Cash-strapped cities look to tax churches for road use

January 21, 2011

(RNS) When a community needs to rebuild crumbling roads, should houses
of worship pay fees for the number of times their congregants drive on
them?


That's the question behind a recent suit filed by churches in the
small city of Mission, Kansas, who argue the city's new "transportation
utility fee" is a tax they should not have to pay.


With cash-strapped states and cities facing a slew of tough choices,
there's a growing debate nationwide about whether religious
congregations should help foot the bill.


"It makes no sense to tax churches and to limit their ability to
provide their services, and it does damage to the constitutional
separation between church and state," argues Erik Stanley, senior legal
counsel for the Alliance Defense Fund, which is representing Catholic
and Baptist churches in the city of 10,000.


He acknowledges that church-state separation is generally not an
argument made by his conservative Christian law firm; but in this
instance, he says "there should be a separation here."


Houses of worship are generally exempt from federal and state taxes,
in part because nonprofits are viewed as providing beneficial services
for society.


As a result, municipalities often don't gain any revenue from the
property on which they sit, and Stanley views the fees as a way to get
around the churches' tax-exempt status.


According to the lawsuit filed in December, the city calculated the
number of trips generated to and from a property based on a manual of
the Institute of Transportation Engineers.


The manual estimates that a church produces an average of 5.8
vehicle trips per week for each seat in a sanctuary. That led to a fee
of $898.77 for First Baptist Church of Mission, and $1,685.19 for St.
Pius X Catholic Church.


Stanley said state courts in Idaho and Florida have ruled against
similar fees, determining that city-imposed fees were invalid because
they were not authorized by state legislation.


Mission officials deny that the churches should be exempt, as well
as the notion that the fee amounts to a tax.


"It was just a fair way to spread the cost among those who are
generating the traffic," said Mission Mayor Laura McConwell, "to help
pay for the roads that you need to bring people in either for your
business or for the churches or to people's homes."

She said calling the fee a "driveway tax" is a misnomer.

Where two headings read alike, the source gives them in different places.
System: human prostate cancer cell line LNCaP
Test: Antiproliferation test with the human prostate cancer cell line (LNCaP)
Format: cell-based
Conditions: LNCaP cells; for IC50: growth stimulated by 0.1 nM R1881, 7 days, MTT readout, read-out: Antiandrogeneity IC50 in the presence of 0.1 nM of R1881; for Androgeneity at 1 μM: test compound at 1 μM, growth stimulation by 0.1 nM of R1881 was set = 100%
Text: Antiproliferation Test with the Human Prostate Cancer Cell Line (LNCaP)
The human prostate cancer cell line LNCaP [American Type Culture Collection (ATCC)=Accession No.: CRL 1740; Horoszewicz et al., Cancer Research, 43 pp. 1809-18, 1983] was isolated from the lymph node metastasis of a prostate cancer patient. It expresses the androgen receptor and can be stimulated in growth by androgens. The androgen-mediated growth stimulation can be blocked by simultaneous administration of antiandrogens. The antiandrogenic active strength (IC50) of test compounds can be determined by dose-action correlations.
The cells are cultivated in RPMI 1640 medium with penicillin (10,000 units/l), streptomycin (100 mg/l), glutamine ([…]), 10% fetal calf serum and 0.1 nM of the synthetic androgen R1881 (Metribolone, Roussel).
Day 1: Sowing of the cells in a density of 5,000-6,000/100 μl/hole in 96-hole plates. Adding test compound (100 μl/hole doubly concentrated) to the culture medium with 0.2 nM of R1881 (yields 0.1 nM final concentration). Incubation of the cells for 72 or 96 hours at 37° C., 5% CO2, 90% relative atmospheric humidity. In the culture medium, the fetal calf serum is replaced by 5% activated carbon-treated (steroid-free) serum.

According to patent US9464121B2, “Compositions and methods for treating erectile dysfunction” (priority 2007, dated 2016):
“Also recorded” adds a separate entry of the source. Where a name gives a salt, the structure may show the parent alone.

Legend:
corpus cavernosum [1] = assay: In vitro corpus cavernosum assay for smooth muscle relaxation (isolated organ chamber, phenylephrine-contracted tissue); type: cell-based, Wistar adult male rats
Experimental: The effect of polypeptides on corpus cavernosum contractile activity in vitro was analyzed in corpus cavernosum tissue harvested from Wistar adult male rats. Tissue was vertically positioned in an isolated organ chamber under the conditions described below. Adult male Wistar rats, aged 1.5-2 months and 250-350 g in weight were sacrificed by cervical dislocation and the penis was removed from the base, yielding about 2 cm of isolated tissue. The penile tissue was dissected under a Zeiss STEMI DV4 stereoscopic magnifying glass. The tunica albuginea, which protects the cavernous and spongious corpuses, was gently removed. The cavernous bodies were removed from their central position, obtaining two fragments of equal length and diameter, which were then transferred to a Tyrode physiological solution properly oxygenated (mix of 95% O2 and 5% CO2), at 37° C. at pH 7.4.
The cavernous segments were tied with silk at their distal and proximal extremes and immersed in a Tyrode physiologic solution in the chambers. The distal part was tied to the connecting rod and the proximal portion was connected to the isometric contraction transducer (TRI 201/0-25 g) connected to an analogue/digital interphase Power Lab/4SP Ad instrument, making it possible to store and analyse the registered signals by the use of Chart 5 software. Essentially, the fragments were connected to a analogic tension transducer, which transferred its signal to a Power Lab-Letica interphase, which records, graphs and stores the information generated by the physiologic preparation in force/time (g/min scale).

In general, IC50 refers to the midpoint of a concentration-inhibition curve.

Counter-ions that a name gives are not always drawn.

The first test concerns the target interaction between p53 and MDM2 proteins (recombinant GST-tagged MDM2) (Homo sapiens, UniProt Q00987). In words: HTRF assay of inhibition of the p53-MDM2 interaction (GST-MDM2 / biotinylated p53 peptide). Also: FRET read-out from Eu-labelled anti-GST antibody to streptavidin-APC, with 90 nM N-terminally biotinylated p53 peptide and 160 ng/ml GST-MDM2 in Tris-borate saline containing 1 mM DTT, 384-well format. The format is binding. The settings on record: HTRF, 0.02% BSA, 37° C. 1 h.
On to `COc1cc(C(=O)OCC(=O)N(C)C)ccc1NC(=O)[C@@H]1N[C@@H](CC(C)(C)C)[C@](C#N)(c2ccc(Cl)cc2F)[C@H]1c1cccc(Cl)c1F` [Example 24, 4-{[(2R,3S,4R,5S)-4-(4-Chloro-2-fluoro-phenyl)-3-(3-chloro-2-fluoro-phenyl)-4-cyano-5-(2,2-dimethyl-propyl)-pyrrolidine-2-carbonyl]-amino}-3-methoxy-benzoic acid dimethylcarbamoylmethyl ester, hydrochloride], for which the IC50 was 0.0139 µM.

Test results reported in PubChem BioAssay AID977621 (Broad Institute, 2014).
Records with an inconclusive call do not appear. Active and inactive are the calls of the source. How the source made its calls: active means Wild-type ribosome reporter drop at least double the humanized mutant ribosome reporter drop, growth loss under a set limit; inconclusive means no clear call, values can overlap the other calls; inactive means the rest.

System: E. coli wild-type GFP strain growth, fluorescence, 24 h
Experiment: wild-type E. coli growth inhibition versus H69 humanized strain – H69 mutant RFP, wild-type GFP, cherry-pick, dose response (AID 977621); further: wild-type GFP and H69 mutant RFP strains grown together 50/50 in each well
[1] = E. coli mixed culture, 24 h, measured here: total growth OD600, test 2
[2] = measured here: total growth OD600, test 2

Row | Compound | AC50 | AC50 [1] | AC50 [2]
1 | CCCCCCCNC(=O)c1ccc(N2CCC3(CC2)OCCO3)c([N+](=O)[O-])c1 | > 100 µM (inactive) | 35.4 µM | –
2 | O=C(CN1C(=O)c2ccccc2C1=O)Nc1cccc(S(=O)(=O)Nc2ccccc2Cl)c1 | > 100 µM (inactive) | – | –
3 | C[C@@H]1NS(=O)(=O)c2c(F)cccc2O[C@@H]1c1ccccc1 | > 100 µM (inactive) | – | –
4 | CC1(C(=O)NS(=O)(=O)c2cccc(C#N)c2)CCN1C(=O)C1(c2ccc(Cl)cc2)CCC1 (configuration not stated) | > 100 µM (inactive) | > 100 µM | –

"We discussed it also with our attorneys ... to make sure we weren't
stepping on anyone's constitutional rights before we instated it," she
said. "I'm pretty comfortable with what we've chosen."


McConwell said her city's fees are due to aging infrastructure, not
the faltering economy. But experts say economic pressures have led
municipalities to levy fees on nonprofits with increasing regularity.


"Given the current economic conditions for cities, we're seeing
cities are looking for other ways to find revenue in order to pay
essential services," said Gregory Minchak, spokesman for the National
League of Cities.


Robert Tuttle, a church-state expert at George Washington University
Law School, said the fee debates in Mission and elsewhere aren't about
churches' tax-exempt status, but whether a government institution is
authorized by state law to impose a fee.


Cash-strapped governments are nothing new, he said, but current
economic challenges are prompting creative ways of dealing with money
woes.


"To the extent that they weren't willing to engage in political
fights before, maybe now they're willing," Tuttle said. "Maybe fees are
hurting churches even more because their donor contributions are down."


A drainage fee in Houston, adopted last year in a close public vote,
has been criticized by churches, which could pay thousands to hundreds
of thousands of dollars for a new city initiative to control flooding.


"If you take $100,000 out of a church budget, that's personnel,
that's benevolent ministries, and those are things that now aren't going
to be done," said the Rev. David Welch, director of the Houston Area
Pastor Council. "Who's going to do it?"


The Archdiocese of Galveston-Houston said early estimates suggest
costs for it and its 78 parishes could reach $1 million.


"We especially realize this fee will place a particular burden on
our poorer inner-city parishes, which have very limited resources," said
Jenny Faber, spokeswoman for the archdiocese. "We hope for a more
equitable solution for our parishes, other religious entities and
nonprofit groups."


Jessica Michan, press secretary for Houston Mayor Annise Parker,
said the City Council still needs to vote on how the fee will be
calculated and what organizations will be exempted. But a city document
about the initiative notes that eight of Texas' 10 largest cities have
drainage fees -- and none exempt churches.


As in Mission, there's been a suit filed to try to halt the fee,
charging that it was vague and therefore invalid.